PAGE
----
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During MAX, a number of open source materials science domain specific libraries have been developed. The libraries, that are specific to the materials modelling domain, contain functions which perform basic quantum chemistry materials science operations like computation of Hamiltonian eigenstates, charge density and potential, atomic forces, Poisson solvers, large-matrix iterative solvers for eigenvalue problems and linear systems, non-linear optimisation solvers at various levels of generality, symmetry and crystal-structure managements, etc. In parallel, mathematical and system libraries – which perform general-purpose system tasks (such as e.g. memory, communication, and mass-storage management) or mathematical tasks (typically, but not limited to, linear algebra and signal analysis such as FFT or wavelet analysis) have been implemented. Appropriate application program interfaces (API’s) to access domain-specific libraries have been also developed.
One of the most important tasks in electronic structure codes is the calculation of the density matrix. If not handled properly, this task can easily lead to a bottleneck that limits the performance of the code or even renders big calculations prohibitively expensive.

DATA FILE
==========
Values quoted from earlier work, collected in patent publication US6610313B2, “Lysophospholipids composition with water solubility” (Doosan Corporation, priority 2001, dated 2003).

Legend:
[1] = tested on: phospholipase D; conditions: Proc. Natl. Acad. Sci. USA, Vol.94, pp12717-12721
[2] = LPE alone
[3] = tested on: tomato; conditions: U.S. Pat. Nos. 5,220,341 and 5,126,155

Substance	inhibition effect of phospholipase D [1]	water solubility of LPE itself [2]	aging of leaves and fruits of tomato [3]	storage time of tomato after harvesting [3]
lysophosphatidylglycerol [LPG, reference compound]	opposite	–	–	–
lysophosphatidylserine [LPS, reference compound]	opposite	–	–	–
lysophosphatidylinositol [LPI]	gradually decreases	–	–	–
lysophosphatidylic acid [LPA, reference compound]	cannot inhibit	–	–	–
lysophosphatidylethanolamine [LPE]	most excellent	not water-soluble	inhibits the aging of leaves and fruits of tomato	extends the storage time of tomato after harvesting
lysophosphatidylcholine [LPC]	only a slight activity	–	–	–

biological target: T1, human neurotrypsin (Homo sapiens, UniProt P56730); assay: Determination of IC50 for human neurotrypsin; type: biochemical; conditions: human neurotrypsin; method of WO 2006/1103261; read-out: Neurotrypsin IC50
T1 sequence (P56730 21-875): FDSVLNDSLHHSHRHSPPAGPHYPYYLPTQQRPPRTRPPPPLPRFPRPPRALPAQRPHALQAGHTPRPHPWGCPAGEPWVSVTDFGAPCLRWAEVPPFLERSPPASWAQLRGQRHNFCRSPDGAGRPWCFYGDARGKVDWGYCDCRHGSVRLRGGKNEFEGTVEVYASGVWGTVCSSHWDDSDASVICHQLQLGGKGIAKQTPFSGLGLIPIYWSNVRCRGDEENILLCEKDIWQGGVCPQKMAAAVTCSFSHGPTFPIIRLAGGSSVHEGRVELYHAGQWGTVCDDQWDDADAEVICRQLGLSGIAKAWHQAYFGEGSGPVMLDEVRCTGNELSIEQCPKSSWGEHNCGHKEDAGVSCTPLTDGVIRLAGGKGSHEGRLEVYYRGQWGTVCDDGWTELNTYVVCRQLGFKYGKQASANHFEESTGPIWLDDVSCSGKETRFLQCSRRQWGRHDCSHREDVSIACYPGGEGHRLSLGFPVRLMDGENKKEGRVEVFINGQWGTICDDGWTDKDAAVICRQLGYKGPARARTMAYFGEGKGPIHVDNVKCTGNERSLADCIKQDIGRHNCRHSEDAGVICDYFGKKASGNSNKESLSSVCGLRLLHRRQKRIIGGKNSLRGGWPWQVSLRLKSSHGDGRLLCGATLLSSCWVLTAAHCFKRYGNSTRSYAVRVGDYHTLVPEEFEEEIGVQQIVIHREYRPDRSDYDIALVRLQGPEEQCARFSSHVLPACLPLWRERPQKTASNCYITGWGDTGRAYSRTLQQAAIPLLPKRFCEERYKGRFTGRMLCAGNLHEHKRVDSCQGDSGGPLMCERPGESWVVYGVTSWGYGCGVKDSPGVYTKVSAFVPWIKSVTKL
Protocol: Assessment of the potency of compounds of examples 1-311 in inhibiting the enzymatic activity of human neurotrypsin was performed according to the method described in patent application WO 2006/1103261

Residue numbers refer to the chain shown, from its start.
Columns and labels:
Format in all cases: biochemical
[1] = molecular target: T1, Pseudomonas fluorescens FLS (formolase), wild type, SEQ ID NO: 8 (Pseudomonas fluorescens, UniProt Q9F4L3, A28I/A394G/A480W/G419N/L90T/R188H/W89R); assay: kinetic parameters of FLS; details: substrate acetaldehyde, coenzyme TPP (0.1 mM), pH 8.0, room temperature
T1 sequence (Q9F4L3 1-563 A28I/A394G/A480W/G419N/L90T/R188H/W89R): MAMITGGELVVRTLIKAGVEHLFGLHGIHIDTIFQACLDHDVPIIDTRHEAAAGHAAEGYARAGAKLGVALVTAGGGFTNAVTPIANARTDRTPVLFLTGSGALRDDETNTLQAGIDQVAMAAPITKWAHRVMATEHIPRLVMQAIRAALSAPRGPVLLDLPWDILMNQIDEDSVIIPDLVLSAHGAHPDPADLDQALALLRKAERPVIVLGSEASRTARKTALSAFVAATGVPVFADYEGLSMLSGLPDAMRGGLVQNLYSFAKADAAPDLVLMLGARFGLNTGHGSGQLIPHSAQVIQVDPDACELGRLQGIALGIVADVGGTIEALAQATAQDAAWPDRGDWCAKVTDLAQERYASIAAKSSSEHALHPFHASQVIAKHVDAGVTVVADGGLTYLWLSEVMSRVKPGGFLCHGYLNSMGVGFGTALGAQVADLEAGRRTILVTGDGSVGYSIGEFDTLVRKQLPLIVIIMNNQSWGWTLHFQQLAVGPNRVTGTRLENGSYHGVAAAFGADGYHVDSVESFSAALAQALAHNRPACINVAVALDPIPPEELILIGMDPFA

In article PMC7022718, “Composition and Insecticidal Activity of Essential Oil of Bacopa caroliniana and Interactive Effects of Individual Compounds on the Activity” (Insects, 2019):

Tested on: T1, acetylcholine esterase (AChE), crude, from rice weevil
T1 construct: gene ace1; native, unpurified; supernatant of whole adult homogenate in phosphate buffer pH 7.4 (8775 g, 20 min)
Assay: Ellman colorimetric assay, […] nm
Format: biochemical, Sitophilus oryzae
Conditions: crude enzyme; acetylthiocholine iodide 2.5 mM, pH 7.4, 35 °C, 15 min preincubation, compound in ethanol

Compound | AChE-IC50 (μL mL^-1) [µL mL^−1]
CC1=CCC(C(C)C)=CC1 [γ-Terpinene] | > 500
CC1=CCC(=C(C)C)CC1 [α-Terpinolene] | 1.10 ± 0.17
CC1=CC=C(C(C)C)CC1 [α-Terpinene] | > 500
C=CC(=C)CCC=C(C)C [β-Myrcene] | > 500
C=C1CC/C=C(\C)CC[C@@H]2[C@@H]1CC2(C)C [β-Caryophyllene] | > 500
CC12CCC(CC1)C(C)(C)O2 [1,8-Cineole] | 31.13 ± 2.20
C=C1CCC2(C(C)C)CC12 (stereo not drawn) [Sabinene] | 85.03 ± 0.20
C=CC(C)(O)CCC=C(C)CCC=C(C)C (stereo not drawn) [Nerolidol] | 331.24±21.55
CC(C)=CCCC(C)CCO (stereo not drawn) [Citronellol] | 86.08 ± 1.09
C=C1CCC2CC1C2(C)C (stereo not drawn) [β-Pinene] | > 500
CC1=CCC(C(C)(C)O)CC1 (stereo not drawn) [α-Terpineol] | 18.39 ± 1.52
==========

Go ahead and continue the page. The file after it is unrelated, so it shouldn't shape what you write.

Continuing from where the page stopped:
CheSS is a library that was designed with the goal of enabling electronic structure calculations for very big systems. It is capable of working with sparse matrices, which naturally arise if big systems are treated with a localized basis. Therefore, it is possible to calculate the density matrix with O(N), i.e., the computation cost only increases linearly with the system size.
The CheSS solver uses an expansion based on Chebyshev polynomials to calculate matrix functions (such as the density matrix or the inverse of the overlap matrix), thereby exploiting the sparsity of the input and output matrices. It works best for systems with a finite HOMO-LUMO gap and a small spectral width. CheSS exhibits a two-level parallelization using MPI and OpenMP and can scale to many thousands of cores. It has been converted into a stand-alone library starting from the original codebase within BigDFT. At the moment, it is coupled to the two MAX flagship codes BigDFT and SIESTA.
The performance of CheSS has been benchmarked against PEXSI and (Sca)LAPACK for the calculation of the density matrix and the inverse of the overlap matrix, respectively. CheSS is the most efficient method, as it is demonstrated with more details and performance figures in the publication "Efficient Computation of Sparse Matrix Functions for Large-Scale Electronic Structure Calculations: The CheSS Library".